I am so excited to be gearing up for this school year. I have been reading and thinking all summer about things I can do to make my classes more fun and increase the learning of my students. I have already had a few sleepless nights as I just couldn’t get thoughts out of my head from some great books that I have been reading. At a few points I had to get them on paper so I would not forget the next morning.

I would like to share where my head is at so far.

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I started reading the book Invent to Learn and it has completely sold me on the ideas of Constructivist education. Most notably championed (or created) by Seymour Papert. The book is a great overview of tinkering with students and how by allowing them to play with objects and to try new things, they actually end up learning more and it becomes self directed learning. I rented this book from Amazon, but I will need to buy it, I have too many highlights that I will need it for a reference.

Pure Genius: this goes hand in hand with Invent to Learn. Pure genius is about giving students a dedicated time during the week for them to pursue their own projects that they set for themselves. At first I was worried about this idea because I know how much structure students seem to crave at times when introducing a new project. Through reading and a few good  ideas I think it really is possible to pull off! Another one I will have to buy as I am going ot introduce a Genius Hour this year and I really have just this book to go off from. Wish me luck on that one.

Drive: This book has a lot of hype and I did think that it was good to take a look at motivation. Teachers need to teach content, but if we do not motivate our students they will not care about our content. I think this is super important, or else we will sound like the Charlie Brown teacher to our kids! then they  will fail, which means we fail. I have not finished this one, but it reinforces the fact that students are dying to learn about topics that interest them, and when they are able to do so, they will do a lot better job and exceed our expectations!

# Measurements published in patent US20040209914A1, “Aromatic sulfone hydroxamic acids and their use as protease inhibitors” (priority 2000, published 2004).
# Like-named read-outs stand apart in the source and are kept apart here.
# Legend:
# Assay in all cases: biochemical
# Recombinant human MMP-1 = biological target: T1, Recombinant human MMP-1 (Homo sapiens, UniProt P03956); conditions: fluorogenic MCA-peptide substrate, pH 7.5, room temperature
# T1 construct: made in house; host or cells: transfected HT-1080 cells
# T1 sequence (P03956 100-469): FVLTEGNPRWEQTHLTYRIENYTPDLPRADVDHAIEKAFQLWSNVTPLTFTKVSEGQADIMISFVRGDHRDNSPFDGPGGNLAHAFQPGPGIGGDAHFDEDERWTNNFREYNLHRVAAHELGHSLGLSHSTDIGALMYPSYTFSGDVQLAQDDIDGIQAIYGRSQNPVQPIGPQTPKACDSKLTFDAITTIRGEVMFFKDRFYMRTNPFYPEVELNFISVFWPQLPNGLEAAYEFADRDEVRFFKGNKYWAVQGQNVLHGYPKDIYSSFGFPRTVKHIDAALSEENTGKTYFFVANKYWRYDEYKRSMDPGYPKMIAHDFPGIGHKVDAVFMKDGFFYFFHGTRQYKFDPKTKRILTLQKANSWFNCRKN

what have YOU been reading?

Educational Technology Opportunities

Teaching about technology in school is my thing, but I have realized that there are plenty of other opportunities from companies and organizations outside of my school that can help get students excited about learning new things about technology and even might help propel them into a STEM field later in life. Below I will make a list of good programs or websites that are helping to put technology into the hands of K-12 Students (that I know of).

Google Ninja Program: The Ninja program is a free tutorial site that allows users to learn about specific Google products and services. This is great for teachers, parents and students who want a fun and easy way to learn about Google Apps.

Technovation, Global Technology Entrepreneurship Program for Girls. This program looks really exciting, it is a free program that teaches girls how to build a sample business plan and how to code an app. No prior knowledge is necessary. It looks like it is a lot of work, but the experience and results are very compelling! First place in the Middle School category wins $5000 and a trip to Silicon Valley to pitch their app!

MIT App Inventor: App Inventor is an Android app creation software that helps using a block style way of coding to help students create an Android app!